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dc.contributor.authorMannheimer, Sara
dc.contributor.authorSterman, Leila Belle
dc.contributor.authorBorda, Susan
dc.date.accessioned2018-10-21T15:48:19Z
dc.date.available2018-10-21T15:48:19Z
dc.date.issued2016-07
dc.identifier.citationMannheimer, Sara, Leila B. Sterman, and Susan Borda. 2016. "Discovery and Reuse of Open Datasets: An Exploratory Study." Journal of eScience Librarianship 5(1): e1091. http://doi.org/10.7191/jeslib.2016.1091en_US
dc.identifier.urihttps://scholarworks.montana.edu/xmlui/handle/1/14934
dc.description.abstractObjective: This article analyzes twenty cited or downloaded datasets and the repositories that house them, in order to produce insights that can be used by academic libraries to encourage discovery and reuse of research data in institutional repositories. Methods: Using Thomson Reuters’ Data Citation Index and repository download statistics, we identified twenty cited/downloaded datasets. We documented the characteristics of the cited/downloaded datasets and their corresponding repositories in a self-designed rubric. The rubric includes six major categories: basic information; funding agency and journal information; linking and sharing; factors to encourage reuse; repository characteristics; and data description. Results: Our small-scale study suggests that cited/downloaded datasets generally comply with basic recommendations for facilitating reuse: data are documented well; formatted for use with a variety of software; and shared in established, open access repositories. Three significant factors also appear to contribute to dataset discovery: publishing in discipline-specific repositories; indexing in more than one location on the web; and using persistent identifiers. The cited/downloaded datasets in our analysis came from a few specific disciplines, and tended to be funded by agencies with data publication mandates. Conclusions: The results of this exploratory research provide insights that can inform academic librarians as they work to encourage discovery and reuse of institutional datasets. Our analysis also suggests areas in which academic librarians can target open data advocacy in their communities in order to begin to build open data success stories that will fuel future advocacy efforts.en_US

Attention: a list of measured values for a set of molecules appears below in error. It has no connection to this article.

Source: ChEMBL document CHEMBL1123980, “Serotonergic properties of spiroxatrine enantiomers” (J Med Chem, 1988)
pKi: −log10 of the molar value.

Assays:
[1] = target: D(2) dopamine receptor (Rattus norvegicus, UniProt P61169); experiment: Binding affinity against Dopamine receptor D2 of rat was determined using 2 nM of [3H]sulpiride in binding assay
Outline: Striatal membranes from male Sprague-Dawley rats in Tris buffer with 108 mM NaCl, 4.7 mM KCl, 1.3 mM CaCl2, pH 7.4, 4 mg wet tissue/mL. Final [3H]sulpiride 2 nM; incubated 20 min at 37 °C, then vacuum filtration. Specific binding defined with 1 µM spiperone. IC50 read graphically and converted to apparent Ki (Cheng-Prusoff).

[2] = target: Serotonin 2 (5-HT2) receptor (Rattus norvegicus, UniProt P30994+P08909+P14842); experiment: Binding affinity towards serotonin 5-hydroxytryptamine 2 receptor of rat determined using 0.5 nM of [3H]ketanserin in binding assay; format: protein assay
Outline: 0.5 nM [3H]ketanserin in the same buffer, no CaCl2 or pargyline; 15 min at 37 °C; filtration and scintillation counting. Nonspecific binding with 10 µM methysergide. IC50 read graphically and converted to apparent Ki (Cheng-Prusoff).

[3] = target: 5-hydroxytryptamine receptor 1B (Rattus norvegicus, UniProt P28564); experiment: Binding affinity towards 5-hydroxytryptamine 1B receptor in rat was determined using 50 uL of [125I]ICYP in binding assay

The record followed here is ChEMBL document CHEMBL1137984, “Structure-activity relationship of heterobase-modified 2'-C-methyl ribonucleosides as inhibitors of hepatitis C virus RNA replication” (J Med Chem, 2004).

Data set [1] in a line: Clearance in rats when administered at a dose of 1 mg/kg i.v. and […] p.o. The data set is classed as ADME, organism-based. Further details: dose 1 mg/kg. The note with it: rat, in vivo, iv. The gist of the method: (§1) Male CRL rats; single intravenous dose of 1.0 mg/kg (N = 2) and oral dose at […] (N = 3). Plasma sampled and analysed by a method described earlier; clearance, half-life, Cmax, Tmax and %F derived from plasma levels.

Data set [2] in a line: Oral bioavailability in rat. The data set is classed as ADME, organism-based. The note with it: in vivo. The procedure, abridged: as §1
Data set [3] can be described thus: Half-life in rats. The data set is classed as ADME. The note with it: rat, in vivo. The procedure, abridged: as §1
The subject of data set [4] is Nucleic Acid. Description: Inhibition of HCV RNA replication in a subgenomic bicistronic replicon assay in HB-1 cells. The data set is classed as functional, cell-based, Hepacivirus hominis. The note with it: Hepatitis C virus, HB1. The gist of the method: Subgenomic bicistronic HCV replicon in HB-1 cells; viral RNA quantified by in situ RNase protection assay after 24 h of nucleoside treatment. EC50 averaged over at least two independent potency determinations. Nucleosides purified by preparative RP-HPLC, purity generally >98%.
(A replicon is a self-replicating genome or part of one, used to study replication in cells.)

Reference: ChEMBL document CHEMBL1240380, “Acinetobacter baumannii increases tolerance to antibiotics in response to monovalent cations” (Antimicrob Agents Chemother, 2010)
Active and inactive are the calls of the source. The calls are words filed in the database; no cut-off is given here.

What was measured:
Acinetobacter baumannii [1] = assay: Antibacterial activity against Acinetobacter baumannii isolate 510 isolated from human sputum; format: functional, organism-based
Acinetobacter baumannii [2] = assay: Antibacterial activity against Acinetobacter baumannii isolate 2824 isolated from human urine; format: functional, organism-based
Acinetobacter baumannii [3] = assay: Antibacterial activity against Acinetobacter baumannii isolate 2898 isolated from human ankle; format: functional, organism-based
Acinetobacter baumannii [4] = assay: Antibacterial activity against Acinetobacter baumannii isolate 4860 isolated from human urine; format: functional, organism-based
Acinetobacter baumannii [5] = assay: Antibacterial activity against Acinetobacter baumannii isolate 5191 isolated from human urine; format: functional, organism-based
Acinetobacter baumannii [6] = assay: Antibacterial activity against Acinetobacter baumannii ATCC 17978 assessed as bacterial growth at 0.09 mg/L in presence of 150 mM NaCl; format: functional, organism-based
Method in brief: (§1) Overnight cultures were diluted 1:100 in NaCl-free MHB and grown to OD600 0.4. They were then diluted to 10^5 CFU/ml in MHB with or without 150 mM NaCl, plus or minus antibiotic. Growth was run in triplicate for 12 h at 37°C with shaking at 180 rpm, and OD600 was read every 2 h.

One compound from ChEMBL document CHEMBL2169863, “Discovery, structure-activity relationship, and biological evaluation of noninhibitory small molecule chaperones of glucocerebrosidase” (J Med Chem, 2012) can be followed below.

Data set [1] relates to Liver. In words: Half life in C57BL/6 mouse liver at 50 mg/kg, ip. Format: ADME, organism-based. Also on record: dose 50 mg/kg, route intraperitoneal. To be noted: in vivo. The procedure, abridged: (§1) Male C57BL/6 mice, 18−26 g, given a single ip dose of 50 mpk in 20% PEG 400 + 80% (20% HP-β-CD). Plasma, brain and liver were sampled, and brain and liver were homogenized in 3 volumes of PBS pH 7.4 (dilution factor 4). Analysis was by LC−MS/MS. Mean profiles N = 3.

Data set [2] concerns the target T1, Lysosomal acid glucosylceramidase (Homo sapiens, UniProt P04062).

dc.language.isoen_USen_US
dc.publisherJournal of eScience Librarianshipen_US
dc.relation.ispartofhttp://doi.org/10.15788/m2059zen_US
dc.titleDiscovery and Reuse of Open Datasets: An Exploratory Studyen_US
dc.typeArticleen_US
mus.citation.issue1en_US
mus.citation.journaltitleJournal of eScience Librarianshipen_US
mus.citation.volume5en_US
mus.identifier.categorySocial Sciencesen_US
mus.identifier.doihttp://doi.org/10.7191/jeslib.2016.1091en_US
mus.relation.collegeLibraryen_US
mus.relation.departmentLibrary.en_US
mus.relation.universityMontana State University - Bozemanen_US


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